Information about the Seattle Lesbian and Gay Chorus

Chronicles of the Way-Showers

"In February of 1993, the Seattle Lesbian and Gay Chorus premiered a lesbian and gay choral musical by composer-in-residence David Maddux, entitled Boys & Girls with Stories. The 10-song collection incorporated a wide variety of musical styles, and within its lyrics examined a broad spectrum of topics: coming-out issues, grief and loss, political korrectness, gender hilarity, and hope for the future. What made this premiere special was that for the first time in the history of the lesbian/gay choral movement, the thoughts, feelings, dreams and ideas espoused in the songs were taken from the lives of the very choristers performing. It proved to be an overwhelming presentation for both singer and listener alike; moving, powerful, life-changing.

"Having had a taste of the power of that immediacy with an audience, the choristers were hungry to go further, deeper in musical exploration. There was much more to be said: topics less black-and-white, concepts more stirring. David Maddux asked them to complete a lengthy questionnaire: 10 topics, three questions each. Live interviews were also conducted.

"What you hear on this recording is the product of the self-revelation of a group of singers who join together their life experiences, personal views and musical abilities for one purpose: to provide for you, the listener, a clearer vision of what it means to be lesbian, gay, bisexual. Through this music, you see inside the lives of people who daily live out the truth of who they are, and you are challenged to a richer clarity of purpose and a broader view of the future.

"In that future, those whose lives shine as brightly as priceless gems will surely be the ones to show the way to true freedom and lasting peace. Contained in this recording are their chronicles."

— From the CD liner notes

If you are interested in buying this CD, please send your order and payment to:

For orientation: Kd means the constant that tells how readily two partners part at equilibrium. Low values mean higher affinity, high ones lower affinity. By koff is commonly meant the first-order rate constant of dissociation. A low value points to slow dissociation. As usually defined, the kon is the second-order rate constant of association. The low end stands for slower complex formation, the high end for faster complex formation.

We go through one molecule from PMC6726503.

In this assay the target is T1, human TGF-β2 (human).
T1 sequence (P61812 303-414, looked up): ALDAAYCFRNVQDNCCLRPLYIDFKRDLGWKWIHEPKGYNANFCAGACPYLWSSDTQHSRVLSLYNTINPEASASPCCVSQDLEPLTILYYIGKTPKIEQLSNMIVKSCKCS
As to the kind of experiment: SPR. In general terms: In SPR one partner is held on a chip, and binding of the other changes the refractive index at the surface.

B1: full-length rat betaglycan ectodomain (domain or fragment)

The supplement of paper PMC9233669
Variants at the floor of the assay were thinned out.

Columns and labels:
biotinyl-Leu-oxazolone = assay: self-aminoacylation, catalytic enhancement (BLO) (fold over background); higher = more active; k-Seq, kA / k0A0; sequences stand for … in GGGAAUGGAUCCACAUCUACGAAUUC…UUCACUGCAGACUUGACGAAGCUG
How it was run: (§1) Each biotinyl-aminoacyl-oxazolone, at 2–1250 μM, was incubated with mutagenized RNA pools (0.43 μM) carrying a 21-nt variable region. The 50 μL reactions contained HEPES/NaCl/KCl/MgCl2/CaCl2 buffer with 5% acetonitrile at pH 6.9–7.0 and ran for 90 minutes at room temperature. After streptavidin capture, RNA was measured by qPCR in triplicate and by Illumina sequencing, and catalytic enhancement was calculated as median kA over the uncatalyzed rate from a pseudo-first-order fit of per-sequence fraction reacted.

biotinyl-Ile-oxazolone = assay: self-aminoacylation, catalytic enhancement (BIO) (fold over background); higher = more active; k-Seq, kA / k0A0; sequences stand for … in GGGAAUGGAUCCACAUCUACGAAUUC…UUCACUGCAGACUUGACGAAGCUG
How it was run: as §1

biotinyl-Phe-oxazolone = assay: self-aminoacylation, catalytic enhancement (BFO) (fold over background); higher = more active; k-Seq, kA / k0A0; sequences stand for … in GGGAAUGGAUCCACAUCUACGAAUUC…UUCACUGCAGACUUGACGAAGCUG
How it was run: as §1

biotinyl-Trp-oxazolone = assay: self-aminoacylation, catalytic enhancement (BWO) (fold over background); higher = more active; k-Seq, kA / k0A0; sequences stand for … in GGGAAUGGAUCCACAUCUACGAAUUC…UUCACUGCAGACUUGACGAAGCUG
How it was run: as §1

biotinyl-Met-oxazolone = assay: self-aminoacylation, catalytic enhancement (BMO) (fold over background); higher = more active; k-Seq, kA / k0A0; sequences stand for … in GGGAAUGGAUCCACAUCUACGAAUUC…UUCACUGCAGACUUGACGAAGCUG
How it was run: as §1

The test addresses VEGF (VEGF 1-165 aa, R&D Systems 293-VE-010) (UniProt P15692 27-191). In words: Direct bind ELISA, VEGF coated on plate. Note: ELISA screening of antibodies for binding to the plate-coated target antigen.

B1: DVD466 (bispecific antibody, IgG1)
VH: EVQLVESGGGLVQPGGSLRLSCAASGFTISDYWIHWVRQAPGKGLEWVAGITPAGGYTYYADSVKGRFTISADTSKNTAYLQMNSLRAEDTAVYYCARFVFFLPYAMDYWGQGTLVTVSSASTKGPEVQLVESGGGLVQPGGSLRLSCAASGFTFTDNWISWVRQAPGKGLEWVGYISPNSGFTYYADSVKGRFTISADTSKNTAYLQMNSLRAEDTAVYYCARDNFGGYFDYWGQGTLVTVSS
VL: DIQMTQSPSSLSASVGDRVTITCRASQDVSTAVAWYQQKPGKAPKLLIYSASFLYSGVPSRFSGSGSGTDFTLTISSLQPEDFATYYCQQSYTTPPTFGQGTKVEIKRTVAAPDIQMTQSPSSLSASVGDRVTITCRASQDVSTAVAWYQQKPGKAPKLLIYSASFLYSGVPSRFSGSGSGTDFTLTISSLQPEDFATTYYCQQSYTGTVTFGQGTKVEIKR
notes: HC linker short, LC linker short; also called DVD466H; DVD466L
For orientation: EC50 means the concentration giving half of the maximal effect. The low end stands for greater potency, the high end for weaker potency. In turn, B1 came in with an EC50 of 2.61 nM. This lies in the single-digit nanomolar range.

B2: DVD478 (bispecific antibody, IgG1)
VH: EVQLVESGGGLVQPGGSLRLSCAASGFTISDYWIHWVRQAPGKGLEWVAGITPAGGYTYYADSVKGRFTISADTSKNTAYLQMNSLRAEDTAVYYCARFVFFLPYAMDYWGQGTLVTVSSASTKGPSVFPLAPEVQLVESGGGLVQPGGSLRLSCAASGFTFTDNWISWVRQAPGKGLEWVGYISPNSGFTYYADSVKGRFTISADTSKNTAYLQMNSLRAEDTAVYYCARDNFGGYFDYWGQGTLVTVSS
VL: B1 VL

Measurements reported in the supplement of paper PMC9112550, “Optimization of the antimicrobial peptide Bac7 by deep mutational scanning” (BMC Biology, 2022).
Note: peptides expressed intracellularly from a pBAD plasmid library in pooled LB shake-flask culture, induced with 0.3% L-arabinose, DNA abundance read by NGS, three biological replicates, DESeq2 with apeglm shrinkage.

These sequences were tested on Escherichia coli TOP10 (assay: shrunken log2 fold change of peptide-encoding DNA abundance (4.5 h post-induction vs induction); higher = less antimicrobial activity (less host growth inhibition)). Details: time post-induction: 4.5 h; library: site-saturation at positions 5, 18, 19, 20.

PO Box 20729
Seattle, Washington 98102


Something to think about.....

Mommy Queerest

Because of the continued stigma attached to homosexuality, it is virtually impossible to document the total number of children being raised by lesbian or bisexual women. What we do know is that there are more openly lesbian mothers raising children today than ever before. So what has caused this obvious increase in lesbian parenthood? Opportunity.

Custody Retention
Many lesbians conceived and gave birth to their children while married to men. In the past it was quite common for a woman to lose custody of her children when her sexual orientation was revealed [See Bottoms v. Bottoms]. Though still an issue in some of the more conservative areas of the country, many courts and child advocates rely on results from numerous studies that indicate how little a parent's sexual orientation affects a child's development. The end result is a larger percentage of lesbian mothers openly raising their children to adulthood.

Artificial Insemination
Lesbians have been experiencing the benefits of Artificial Insemination for many years. In fact lesbians have been using AI since long before there were sperm banks or fertility doctors. Historically, lesbian women wanting to procreate could either find a male friend to impregnate them, or pick up a one-night-stand to do the deed. But procreation was not off limits to those women who could not face a night of intimacy with a male partner. Instead of engaging in an act that repulsed them, a woman would find a male friend who was willing to ejaculate into a container. Once the semen was collected, the woman's partner would use a turkey baster to insert the semen into the woman or alternatively lesbian sex technique could be used, where 2 partners simply have sex.